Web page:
The addition of two years of observations to the eBird Observational Dataset (EOD) has boosted the total number of records available in this dataset from the Cornell Lab of Ornithology (CLO) to 561 million occurrences.
The 55 per cent increase comes from eBird sightings gathered between 1 January 2017 and 31 December 2018, and the world’s largest biodiversity-related citizen science project now includes observations from more than 420,000 individual recorders.
The EOD is a FAIR and open public domain dataset derived from records in the eBird platform each year. Other, richer data products that include additional information associated with observations are available directly from eBird.
“The Cornell Lab of Ornithology has admired the spirit and role that GBIF has played in gathering, archiving, and making available biodiversity data since its inception.” said Steve Kelling, Senior Director of Information Science. “We are proud of our contribution of eBird data to this incredibly valuable resource.”
Changes in how CLO manages the EOD enabled publication of records from 2018 more quickly than in previous years, allowing for this simultaneous release of two years of observations. These adjustments will enable quicker turnaround in future updates, increasing the speed with which each year’s eBird records are made freely and openly available through GBIF.org.
This update signals a consistent growth in observations across all regions as well as steadily increasing adoption of eBird outside North America.
|Region||2017-2018 percentage increase||Total number of records|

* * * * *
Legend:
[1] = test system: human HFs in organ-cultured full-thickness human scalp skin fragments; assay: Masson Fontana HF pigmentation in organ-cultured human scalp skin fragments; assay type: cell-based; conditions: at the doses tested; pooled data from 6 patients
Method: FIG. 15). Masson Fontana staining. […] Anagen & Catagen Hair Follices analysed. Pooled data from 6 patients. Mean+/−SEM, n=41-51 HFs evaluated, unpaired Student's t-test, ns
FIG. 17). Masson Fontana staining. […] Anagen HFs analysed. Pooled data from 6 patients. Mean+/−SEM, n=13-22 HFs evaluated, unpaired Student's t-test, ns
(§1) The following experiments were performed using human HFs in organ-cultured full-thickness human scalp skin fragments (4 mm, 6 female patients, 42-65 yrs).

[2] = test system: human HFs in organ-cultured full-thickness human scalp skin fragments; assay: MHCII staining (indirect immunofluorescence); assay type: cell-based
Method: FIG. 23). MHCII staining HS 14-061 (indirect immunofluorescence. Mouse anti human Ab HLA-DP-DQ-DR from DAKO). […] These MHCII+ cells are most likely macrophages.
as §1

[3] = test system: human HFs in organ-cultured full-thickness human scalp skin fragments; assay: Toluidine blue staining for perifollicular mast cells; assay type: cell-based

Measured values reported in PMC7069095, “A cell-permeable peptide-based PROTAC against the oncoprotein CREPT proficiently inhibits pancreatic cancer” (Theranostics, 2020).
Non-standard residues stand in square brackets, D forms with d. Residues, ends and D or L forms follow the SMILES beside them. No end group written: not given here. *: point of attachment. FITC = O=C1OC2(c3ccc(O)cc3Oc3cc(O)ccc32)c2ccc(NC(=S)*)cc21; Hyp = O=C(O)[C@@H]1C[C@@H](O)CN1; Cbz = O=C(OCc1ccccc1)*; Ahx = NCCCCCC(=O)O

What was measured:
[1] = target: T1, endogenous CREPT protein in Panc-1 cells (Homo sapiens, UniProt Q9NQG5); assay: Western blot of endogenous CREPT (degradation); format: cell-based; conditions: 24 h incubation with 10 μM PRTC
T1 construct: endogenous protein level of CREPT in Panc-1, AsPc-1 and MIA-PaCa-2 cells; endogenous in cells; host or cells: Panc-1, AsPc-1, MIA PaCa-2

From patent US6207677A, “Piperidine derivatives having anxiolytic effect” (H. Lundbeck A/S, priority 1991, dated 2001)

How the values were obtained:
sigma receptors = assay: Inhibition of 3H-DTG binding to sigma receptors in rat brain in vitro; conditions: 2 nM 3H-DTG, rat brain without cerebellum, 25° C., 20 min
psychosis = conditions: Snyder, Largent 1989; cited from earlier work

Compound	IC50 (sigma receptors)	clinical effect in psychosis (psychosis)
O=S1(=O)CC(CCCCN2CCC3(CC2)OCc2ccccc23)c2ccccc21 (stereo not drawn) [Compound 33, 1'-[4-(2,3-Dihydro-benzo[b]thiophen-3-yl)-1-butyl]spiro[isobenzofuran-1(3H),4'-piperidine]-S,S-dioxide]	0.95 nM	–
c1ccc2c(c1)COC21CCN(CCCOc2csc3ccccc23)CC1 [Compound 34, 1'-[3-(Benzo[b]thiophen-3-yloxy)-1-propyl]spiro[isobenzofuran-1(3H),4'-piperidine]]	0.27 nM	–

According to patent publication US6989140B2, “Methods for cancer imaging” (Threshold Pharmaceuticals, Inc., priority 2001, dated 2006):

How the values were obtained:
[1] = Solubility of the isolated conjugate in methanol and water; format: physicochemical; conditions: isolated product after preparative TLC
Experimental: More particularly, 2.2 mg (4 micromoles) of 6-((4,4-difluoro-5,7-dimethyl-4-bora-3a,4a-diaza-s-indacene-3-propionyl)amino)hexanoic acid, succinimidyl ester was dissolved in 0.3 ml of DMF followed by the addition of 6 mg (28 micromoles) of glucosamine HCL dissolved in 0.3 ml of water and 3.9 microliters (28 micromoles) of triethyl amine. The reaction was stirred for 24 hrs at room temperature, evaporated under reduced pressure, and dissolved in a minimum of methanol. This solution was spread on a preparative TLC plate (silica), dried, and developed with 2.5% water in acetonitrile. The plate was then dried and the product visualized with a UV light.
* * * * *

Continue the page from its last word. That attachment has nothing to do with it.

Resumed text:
|Europe & Central Asia||51,7%||23,145,273|
|Latin America & the Caribbean||45.0%||44,201,386|
This latest update offers fresh perspective on longer-term trends in data growth for both eBird and GBIF. In August 2014, the addition of 50 million sightings pushed the EOD to 150 million records and boosted GBIF.org past the 500 million mark. Less than five years later, eBird itself surpasses GBIF’s 2014 total number of records, while GBIF.org hosts 1.3 billion species occurrences from nearly 1,400 data-publishing institutions around the world.
eBird’s 2018 year in review notes that “more than 100,000 people downloaded raw eBird data for analysis, and more than 3,400,000 people visited the eBird website in 2018”. Both of these figures represent significant increases over 2017.
To these can be added users of GBIF.org, who requested more than 35,000 downloads containing records from eBird records in 2017 and 2018. The EOD was also the most frequently visited occurrence dataset page on GBIF.org during the same period, racking up more than 70,000 unique pageviews while edging out iNaturalist research-grade observations for the top spot.
Analysis of data citations in literature also emphasizes the added value of making eBird observations available via GBIF as well as through eBird’s own platform. Since the last refresh in late 2016, 105 peer-reviewed publications in 2017 and 2018 directly cited eBird as a source of data. During the same time, researchers cited downloads from GBIF.org incorporating EOD data in 26 peer-reviewed publications. While review is still underway, preliminary analysis suggest that 19 of these papers are additional to those captured in eBird’s literature tracking. As more researchers follow GBIF citation guidelines by using Digital Object Identifiers (DOIs) issued with each download, the onward use of eBird data is becoming more evident, with 10 more uses cited so far in 2019.